Share This




More Health & Medicine News

Monday, July 28, 2014

Featured Research

from universities, journals, and other organizations


Featured Videos

from AP, Reuters, AFP, and other news services

$15B Deal on Vets' Health Care Reached

$15B Deal on Vets' Health Care Reached

AP (July 28, 2014) A bipartisan deal to improve veterans health care would authorize at least $15 billion in emergency spending to fix a veterans program scandalized by long patient wait times and falsified records. (July 28) Video provided by AP
Powered by NewsLook.com
Traditional African Dishes Teach Healthy Eating

Traditional African Dishes Teach Healthy Eating

AP (July 28, 2014) Classes are being offered nationwide to encourage African Americans to learn about cooking fresh foods based on traditional African cuisine. The program is trying to combat obesity, heart disease and other ailments often linked to diet. (July 28) Video provided by AP
Powered by NewsLook.com
West Africa Gripped by Deadly Ebola Outbreak

West Africa Gripped by Deadly Ebola Outbreak

AFP (July 28, 2014) The worst-ever outbreak of the deadly Ebola epidemic grips west Africa, killing hundreds. Duration: 00:48 Video provided by AFP
Powered by NewsLook.com
Trees Could Save More Than 850 Lives Each Year

Trees Could Save More Than 850 Lives Each Year

Newsy (July 27, 2014) A national study conducted by the USDA Forest Service found that trees collectively save more than 850 lives on an annual basis. Video provided by Newsy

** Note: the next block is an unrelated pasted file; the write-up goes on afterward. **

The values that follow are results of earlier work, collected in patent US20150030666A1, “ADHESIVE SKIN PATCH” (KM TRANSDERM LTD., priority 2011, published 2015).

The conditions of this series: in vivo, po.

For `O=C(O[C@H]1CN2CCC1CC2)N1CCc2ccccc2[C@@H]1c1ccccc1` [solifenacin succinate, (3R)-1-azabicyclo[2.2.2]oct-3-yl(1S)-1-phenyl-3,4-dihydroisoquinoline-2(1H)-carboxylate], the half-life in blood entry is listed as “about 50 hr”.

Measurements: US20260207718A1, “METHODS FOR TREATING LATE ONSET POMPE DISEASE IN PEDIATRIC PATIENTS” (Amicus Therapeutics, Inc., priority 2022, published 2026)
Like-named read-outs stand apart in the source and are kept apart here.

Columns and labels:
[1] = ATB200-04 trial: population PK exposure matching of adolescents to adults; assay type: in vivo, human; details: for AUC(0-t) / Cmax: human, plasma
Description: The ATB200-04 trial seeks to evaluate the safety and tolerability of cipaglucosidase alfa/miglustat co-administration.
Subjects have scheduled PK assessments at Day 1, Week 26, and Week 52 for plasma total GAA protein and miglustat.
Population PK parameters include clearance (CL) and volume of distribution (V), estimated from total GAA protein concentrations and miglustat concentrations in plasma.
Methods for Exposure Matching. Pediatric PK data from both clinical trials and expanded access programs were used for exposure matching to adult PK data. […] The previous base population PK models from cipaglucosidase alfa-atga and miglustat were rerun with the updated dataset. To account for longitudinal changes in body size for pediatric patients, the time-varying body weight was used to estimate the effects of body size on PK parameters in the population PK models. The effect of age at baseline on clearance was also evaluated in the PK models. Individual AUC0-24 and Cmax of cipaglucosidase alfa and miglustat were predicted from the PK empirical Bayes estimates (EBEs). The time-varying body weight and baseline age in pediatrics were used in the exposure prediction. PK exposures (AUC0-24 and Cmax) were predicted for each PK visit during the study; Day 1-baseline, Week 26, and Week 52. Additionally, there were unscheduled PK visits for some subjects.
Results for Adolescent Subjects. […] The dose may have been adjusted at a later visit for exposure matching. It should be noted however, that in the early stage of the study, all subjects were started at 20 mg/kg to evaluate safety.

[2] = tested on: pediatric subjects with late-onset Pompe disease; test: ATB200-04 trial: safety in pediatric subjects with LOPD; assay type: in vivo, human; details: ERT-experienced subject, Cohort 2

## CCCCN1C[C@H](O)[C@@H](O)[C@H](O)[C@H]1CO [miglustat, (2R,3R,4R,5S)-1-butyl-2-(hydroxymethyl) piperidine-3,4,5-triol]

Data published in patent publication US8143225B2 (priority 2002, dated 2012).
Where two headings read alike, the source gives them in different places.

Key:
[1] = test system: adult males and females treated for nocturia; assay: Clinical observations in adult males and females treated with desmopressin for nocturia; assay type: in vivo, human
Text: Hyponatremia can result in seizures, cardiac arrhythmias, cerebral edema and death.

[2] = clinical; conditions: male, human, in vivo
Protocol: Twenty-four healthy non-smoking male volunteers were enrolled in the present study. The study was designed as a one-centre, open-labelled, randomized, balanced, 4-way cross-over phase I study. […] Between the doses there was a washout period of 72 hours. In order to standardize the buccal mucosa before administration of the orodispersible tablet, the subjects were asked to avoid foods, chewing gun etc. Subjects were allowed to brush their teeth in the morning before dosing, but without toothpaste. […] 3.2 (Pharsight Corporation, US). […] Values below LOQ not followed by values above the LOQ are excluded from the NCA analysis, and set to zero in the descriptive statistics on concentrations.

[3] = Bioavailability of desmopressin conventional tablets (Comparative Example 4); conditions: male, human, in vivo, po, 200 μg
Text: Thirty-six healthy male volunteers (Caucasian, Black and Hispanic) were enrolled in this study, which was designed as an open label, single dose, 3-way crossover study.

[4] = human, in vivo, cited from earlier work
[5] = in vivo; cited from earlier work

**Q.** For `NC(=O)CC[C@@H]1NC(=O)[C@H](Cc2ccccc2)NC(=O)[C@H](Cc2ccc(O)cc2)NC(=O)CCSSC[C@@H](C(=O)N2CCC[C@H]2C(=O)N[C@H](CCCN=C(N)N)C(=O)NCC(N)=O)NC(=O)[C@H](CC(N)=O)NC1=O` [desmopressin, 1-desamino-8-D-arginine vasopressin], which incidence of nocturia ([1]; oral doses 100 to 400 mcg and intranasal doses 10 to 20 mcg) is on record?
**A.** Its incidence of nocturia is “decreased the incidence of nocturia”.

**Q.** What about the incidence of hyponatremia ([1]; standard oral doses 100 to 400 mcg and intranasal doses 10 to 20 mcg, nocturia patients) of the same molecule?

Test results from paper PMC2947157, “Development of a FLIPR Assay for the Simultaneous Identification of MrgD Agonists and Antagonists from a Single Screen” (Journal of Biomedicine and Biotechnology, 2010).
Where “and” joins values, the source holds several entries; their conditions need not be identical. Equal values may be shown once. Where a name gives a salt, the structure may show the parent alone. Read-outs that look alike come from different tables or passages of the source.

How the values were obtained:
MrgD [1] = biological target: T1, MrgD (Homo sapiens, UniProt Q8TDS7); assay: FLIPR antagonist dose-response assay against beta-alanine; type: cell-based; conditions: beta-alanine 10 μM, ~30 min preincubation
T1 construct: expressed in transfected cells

Powered by NewsLook.com

Search ScienceDaily

Number of stories in archives: 140,361

Find with keyword(s):
Enter a keyword or phrase to search ScienceDaily for related topics and research stories.

Save/Print:
Share:

Breaking News:
from the past week

In Other News

... from NewsDaily.com

Science News

Health News

Environment News

Technology News



Save/Print:
Share:

Free Subscriptions


Get the latest science news with ScienceDaily's free email newsletters, updated daily and weekly. Or view hourly updated newsfeeds in your RSS reader:

Get Social & Mobile


Keep up to date with the latest news from ScienceDaily via social networks and mobile apps:

Have Feedback?


Tell us what you think of ScienceDaily -- we welcome both positive and negative comments. Have any problems using the site? Questions?
Mobile: iPhone Android Web
Follow: Facebook Twitter Google+
Subscribe: RSS Feeds Email Newsletters
Latest Headlines Health & Medicine Mind & Brain Space & Time Matter & Energy Computers & Math Plants & Animals Earth & Climate Fossils & Ruins